Multigen LRU Patches Updated For Addressing Linux's Expensive Page Reclaimation

Written by Michael Larabel in Linux Kernel on 20 May 2021 at 06:03 AM EDT. 14 Comments
One of the interesting performance-related kernel patch series to come about so far this year has been Google's multi-generational LRU framework that is promising to offer much better performance in addressing the kernel's expensive page reclaimation handling.

The Multigen LRU framework addresses issues with the current kernel design, "the current page reclaim is too expensive in terms of CPU usage and often making poor choices about what to evict. We would like to offer an alternative framework that is performant, versatile and straightforward." This patch series has been touted as leading to ~18% less low-memory kills on Android, code starts reduced by 16%, and Google's testing on Chrome OS led to ~96% fewer low-memory tab discards and 59% less out-of-memory kills thanks to this improved least recently used framework.

Sent out today were the v3 patches that re-base this multigenerational LRU framework against the latest Linux 5.13 Git code while also incorporating a bug fix. An additional testimonial was also included as part of the patch series:
My success story: I have Archlinux with 8G RAM + zswap + swap. While developing, I have lots of apps opened such as multiple LSP-servers for different langs, chats, two browsers, etc. Usually, my system gets quickly to a point of SWAP-storms, where I have to kill LSP-servers, restart browsers to free memory, etc, otherwise the system lags heavily and is barely usable.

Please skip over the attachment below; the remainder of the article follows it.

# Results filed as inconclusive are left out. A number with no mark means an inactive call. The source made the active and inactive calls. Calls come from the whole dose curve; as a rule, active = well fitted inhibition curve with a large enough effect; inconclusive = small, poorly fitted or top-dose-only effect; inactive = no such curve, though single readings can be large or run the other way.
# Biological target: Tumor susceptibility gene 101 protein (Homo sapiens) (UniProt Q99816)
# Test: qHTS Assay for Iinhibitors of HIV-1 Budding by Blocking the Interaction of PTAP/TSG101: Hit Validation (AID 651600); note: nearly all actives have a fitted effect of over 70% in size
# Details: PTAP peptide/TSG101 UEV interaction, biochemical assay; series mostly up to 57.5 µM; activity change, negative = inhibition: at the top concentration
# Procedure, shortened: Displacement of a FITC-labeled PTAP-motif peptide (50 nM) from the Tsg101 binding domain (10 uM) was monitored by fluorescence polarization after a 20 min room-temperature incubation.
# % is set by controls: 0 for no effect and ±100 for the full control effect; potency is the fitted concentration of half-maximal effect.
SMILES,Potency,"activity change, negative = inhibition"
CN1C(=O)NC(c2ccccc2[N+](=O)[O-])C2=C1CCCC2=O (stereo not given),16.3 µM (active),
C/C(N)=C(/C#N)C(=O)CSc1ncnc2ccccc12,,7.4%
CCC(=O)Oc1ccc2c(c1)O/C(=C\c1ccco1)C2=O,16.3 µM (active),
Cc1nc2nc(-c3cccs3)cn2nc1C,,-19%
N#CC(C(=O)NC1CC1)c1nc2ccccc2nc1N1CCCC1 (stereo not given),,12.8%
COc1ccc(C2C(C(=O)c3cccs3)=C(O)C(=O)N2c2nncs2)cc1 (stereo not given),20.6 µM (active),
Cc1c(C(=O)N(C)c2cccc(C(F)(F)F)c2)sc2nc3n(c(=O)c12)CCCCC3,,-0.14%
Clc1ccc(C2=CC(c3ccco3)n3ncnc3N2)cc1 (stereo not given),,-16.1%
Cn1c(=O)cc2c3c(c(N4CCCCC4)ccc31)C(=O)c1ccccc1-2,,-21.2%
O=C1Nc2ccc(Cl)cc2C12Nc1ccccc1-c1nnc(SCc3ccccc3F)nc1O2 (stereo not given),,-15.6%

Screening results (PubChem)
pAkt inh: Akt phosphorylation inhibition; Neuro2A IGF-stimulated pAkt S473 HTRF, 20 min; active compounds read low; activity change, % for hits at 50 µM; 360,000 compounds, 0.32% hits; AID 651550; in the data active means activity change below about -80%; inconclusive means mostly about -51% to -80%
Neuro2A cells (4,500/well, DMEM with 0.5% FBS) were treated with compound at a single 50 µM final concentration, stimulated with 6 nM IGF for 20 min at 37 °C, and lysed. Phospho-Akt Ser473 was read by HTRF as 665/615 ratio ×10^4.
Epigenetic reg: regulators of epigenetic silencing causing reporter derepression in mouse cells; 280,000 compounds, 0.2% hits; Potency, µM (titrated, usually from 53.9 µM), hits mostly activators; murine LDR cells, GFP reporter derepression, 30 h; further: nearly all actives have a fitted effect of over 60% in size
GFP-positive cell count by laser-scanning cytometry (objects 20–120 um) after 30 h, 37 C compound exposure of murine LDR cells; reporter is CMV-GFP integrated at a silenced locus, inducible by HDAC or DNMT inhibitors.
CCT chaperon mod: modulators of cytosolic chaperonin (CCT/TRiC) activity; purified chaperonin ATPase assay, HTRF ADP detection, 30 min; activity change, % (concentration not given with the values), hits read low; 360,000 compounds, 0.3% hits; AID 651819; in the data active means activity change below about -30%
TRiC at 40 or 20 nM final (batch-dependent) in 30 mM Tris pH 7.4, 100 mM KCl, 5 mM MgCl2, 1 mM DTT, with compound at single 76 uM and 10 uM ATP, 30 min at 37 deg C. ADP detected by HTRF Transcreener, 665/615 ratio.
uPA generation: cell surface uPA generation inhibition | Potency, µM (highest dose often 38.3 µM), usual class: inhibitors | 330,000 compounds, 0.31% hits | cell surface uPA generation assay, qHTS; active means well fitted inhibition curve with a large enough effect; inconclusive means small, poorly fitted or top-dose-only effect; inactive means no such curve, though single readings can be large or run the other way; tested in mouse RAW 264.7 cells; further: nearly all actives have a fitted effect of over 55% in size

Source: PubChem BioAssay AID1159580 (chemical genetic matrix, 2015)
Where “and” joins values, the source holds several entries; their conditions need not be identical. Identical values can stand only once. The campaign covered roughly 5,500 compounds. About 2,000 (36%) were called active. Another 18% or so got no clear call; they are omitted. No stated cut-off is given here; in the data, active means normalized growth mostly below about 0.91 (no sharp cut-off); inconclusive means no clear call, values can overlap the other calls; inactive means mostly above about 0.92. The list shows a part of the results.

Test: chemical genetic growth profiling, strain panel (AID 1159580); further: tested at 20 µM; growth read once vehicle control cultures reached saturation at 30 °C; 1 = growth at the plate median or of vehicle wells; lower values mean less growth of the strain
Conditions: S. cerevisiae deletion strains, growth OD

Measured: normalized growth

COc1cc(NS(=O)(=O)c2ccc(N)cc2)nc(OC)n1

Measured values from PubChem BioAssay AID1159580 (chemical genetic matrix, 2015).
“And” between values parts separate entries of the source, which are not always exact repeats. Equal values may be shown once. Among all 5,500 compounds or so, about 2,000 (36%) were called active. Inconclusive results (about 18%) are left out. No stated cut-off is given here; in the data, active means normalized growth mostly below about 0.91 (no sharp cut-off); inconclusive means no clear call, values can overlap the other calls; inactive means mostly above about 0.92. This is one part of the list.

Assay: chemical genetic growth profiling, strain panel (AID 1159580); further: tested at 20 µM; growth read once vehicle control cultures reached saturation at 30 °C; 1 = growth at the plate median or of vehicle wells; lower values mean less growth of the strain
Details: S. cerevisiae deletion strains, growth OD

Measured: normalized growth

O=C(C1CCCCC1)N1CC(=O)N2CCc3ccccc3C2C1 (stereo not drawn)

1.5 day ago I migrated from 5.11.15 kernel to 5.12 + the LRU patchset, and I started up by opening lots of apps to create memory pressure, and worked for a day like this. Till now I had *not a single SWAP-storm*, and mind you I got 3.4G in SWAP. I was never getting to the point of 3G in SWAP before without a single SWAP-storm.

With the v3 changes light, we'll see how these v3 patches are received and if this multigenerational LRU framework could potentially be ready for mainlining this summer in 5.14 or if any new objections are raised. In any event this appears to be quite another promising kernel contribution from Google.
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Michael Larabel is the principal author of and founded the site in 2004 with a focus on enriching the Linux hardware experience. Michael has written more than 20,000 articles covering the state of Linux hardware support, Linux performance, graphics drivers, and other topics. Michael is also the lead developer of the Phoronix Test Suite, Phoromatic, and automated benchmarking software. He can be followed via Twitter, LinkedIn, or contacted via

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